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Keywords:

  • interleukin 1 receptor antagonist (IL-1ra);
  • interleukin-10 (IL-10);
  • interleukin-12 (IL-12);
  • systemic lupus erythematosus (SLE)

SUMMARY

  1. Top of page
  2. SUMMARY
  3. INTRODUCTION
  4. MATERIALS AND METHODS
  5. RESULTS
  6. DISCUSSION
  7. ACKNOWLEDGEMENTS
  8. REFERENCES

Several cytokines have been implicated individually in the pathogenesis of systemic lupus erythematosus (SLE) and some, including interleukin (IL)-10, IL-12 and IL-1ra are raised during flares of disease activity. Few studies have been directed at examining the interactions between these cytokines and how their combined profile relates to disease activity. We have examined serum levels of IL-10, IL-12 and IL-1ra in a cohort of SLE patients obtained from the Queen Elizabeth Hospital, Birmingham in cross-sectional and, in a smaller group, longitudinal analyses. In the cross-sectional study, there were significant correlations between levels of the three cytokines. There were also significant correlations between levels of each cytokine and measures of disease activity. IL-10 levels correlated with ESR, anti-dsDNA antibody titres and C3D, IL-12 levels with anti-dsDNA antibody titres and IL-1ra levels with ESR, anti-dsDNA antibody titres and C3D. IL-1ra levels also correlated with CRP. Circulating IL-10 and IL-1ra levels were higher in patients with SLE than in normal controls, although in this study group they did not reach significance. Circulating IL-12 levels were, however, significantly higher in SLE compared to controls. This was true both in patients with active disease and those sampled during a quiescent phase. These data add to the evidence that cytokines such as IL-10, IL-12 and IL-1ra are important in SLE pathogenesis. In a retrospective study of serial serum samples from seven patients, we found two patients whose cytokine profile was very different from the rest of the group. In most patients normalized  IL-10,  IL-12  and  IL-1ra  levels  mirrored  BILAG  scores  closely,  but  in  these  two  patients,  IL-10, IL-12 and IL-1ra levels did not fluctuate with disease activity. It is possible that there is a subgroup of SLE patients whose cytokine profile could be an important indicator of their pathology. In order to confirm this and determine the frequency of such patients this study needs to be repeated with a much larger  subject  group.  The  coexistence  of  patient  groups  with  different  patterns  of  cytokine  activity might explain conflicting reports of associations of levels of particular cytokines with SLE. As the observed differences could reflect different aetiologies of SLE, this information could reveal valuable endophenotypes for genetic and functional studies of SLE and might, ultimately, inform therapeutic management.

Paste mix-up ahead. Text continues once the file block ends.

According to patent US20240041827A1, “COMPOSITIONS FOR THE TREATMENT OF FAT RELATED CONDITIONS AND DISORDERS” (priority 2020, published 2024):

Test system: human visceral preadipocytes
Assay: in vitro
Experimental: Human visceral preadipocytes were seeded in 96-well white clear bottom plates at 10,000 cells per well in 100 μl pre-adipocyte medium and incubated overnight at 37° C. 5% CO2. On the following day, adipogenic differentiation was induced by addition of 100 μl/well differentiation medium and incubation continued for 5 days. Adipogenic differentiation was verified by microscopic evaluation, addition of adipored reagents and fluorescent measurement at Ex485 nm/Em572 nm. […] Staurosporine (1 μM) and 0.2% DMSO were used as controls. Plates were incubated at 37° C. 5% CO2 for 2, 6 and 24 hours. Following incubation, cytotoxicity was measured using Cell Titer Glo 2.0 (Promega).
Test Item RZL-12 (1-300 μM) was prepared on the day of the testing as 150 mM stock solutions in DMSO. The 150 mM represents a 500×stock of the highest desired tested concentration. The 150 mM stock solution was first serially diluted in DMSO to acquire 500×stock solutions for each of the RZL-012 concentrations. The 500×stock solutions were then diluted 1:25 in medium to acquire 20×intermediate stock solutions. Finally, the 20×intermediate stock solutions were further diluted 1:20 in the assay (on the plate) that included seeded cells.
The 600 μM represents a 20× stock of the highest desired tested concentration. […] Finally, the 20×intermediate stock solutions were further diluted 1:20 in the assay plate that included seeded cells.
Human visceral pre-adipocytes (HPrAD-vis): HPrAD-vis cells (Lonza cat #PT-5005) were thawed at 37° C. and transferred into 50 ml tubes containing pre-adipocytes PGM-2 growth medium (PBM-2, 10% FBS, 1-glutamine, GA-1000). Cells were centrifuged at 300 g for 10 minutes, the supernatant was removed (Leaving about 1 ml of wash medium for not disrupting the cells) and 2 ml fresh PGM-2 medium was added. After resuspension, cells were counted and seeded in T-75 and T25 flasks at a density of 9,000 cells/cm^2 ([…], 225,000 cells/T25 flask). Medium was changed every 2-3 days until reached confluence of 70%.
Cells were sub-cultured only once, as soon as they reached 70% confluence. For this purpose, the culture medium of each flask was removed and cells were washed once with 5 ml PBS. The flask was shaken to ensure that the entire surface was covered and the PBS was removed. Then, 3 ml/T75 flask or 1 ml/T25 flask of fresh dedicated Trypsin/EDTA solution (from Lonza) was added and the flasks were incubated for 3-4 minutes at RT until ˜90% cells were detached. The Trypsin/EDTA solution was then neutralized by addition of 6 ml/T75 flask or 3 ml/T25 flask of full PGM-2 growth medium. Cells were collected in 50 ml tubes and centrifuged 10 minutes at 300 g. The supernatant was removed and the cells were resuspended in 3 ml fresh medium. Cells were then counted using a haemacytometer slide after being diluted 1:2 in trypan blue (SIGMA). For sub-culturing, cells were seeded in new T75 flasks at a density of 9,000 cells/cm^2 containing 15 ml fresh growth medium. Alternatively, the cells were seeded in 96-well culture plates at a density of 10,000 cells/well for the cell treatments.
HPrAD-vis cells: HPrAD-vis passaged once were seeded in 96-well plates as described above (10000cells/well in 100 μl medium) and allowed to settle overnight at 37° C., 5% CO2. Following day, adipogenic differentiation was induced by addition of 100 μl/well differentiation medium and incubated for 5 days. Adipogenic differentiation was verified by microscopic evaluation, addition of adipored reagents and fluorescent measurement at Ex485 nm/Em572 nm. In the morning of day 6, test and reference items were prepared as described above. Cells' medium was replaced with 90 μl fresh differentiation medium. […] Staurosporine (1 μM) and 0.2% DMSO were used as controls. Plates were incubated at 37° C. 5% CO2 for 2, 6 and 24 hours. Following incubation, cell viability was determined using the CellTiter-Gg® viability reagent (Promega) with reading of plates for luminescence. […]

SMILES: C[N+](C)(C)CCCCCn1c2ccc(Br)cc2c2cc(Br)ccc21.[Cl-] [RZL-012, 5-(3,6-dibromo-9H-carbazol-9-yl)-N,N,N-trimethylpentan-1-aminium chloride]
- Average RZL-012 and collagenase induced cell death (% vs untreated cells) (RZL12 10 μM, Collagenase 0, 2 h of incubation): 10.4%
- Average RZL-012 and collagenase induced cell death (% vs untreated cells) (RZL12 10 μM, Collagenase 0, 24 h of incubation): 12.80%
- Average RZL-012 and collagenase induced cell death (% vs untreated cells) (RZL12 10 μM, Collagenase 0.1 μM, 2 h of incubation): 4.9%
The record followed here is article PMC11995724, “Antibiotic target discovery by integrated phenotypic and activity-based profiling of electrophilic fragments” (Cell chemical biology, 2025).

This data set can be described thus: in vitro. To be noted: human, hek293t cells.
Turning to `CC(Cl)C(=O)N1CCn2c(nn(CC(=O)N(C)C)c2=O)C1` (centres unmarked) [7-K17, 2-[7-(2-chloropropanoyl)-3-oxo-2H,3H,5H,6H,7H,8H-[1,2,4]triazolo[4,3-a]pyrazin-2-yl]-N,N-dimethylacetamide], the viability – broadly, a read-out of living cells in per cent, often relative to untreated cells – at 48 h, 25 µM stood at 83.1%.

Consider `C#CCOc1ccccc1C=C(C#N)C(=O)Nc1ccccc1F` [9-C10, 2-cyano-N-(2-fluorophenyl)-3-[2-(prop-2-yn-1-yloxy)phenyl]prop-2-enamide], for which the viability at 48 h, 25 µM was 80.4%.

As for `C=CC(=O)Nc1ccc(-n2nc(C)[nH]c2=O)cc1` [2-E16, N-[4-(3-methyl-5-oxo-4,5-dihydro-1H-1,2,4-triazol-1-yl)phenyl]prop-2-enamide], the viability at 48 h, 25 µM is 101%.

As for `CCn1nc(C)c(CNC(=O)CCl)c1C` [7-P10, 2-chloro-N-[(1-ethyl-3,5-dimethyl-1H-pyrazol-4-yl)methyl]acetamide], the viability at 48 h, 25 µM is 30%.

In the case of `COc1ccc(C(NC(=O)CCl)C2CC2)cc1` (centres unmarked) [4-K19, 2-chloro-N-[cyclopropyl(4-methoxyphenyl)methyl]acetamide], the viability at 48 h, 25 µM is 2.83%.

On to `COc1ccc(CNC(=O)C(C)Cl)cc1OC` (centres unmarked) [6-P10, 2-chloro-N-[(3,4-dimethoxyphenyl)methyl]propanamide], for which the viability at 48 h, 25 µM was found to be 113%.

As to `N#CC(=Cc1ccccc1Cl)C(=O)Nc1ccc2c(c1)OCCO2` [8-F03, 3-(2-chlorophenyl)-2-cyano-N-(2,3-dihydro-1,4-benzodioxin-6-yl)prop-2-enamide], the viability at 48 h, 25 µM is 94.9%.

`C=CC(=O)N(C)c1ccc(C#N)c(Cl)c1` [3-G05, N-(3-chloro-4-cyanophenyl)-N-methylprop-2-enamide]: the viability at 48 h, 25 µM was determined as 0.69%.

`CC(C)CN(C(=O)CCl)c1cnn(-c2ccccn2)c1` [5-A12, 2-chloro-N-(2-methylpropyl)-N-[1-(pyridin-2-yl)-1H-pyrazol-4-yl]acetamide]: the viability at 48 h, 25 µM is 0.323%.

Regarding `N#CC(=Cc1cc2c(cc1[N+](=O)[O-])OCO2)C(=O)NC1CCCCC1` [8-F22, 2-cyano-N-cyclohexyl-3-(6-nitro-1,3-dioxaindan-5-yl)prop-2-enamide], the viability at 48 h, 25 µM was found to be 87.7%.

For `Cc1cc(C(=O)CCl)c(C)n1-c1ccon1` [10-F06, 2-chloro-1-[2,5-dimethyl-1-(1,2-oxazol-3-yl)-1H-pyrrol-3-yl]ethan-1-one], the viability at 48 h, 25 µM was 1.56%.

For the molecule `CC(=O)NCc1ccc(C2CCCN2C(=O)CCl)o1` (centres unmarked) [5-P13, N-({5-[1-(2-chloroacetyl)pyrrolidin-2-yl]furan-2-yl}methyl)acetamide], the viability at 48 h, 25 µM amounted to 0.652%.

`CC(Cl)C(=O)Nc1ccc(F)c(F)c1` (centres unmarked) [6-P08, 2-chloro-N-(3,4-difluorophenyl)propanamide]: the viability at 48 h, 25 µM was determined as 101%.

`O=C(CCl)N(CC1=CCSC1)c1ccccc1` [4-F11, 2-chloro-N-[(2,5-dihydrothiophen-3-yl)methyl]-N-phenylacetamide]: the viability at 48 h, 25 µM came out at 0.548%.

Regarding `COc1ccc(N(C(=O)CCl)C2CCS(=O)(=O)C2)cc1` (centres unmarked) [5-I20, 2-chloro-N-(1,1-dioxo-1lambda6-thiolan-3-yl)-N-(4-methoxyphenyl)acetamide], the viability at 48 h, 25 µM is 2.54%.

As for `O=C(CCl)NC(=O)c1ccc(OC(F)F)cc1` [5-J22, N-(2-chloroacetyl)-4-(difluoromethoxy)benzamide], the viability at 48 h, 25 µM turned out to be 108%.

INTRODUCTION

  1. Top of page
  2. SUMMARY
  3. INTRODUCTION
  4. MATERIALS AND METHODS
  5. RESULTS
  6. DISCUSSION
  7. ACKNOWLEDGEMENTS
  8. REFERENCES

Systemic lupus erythematosus (SLE) is an autoimmune disease characterized by severe dysregulation of the immune system, involving increased B cell hyperactivity, production of autoantibodies [1,2] and a wide spectrum of organ involvement. The disease has an episodic course with exacerbation and complete remissions of disease and is more common in women than men. Impaired T lymphocyte (TH cell) regulation results in high levels of autoantibodies which, coupled with failure to remove immune complexes, can cause accumulation and deposition of these complexes in the tissue, leading to vasculitis and other features of SLE, such as glomerulonephritis.

Factors such as ultraviolet (UV) light or infection exacerbate the disease, but it has a strong genetic component: 4% of cases are familial [3] and a range of concordance rates including 24% up to 65% have been reported in monozygotic twins [4]. Genetic factors, such as a high incidence of particular HLA haplotypes [5] and C4-null alleles [6], associations between alleles of genes encoding immunoglobulin constant heavy domains [7], T cell receptor chains [8] and a range of other genes [4] have been reported with presence of SLE. In addition to genetic factors affecting susceptibility to SLE, associations of interleukin (IL)-10, tumour necrosis factor (TNF)-α and the gene encoding IL-1ra alleles (IL-1RN) with clinical course of the disease have also been observed [9–12].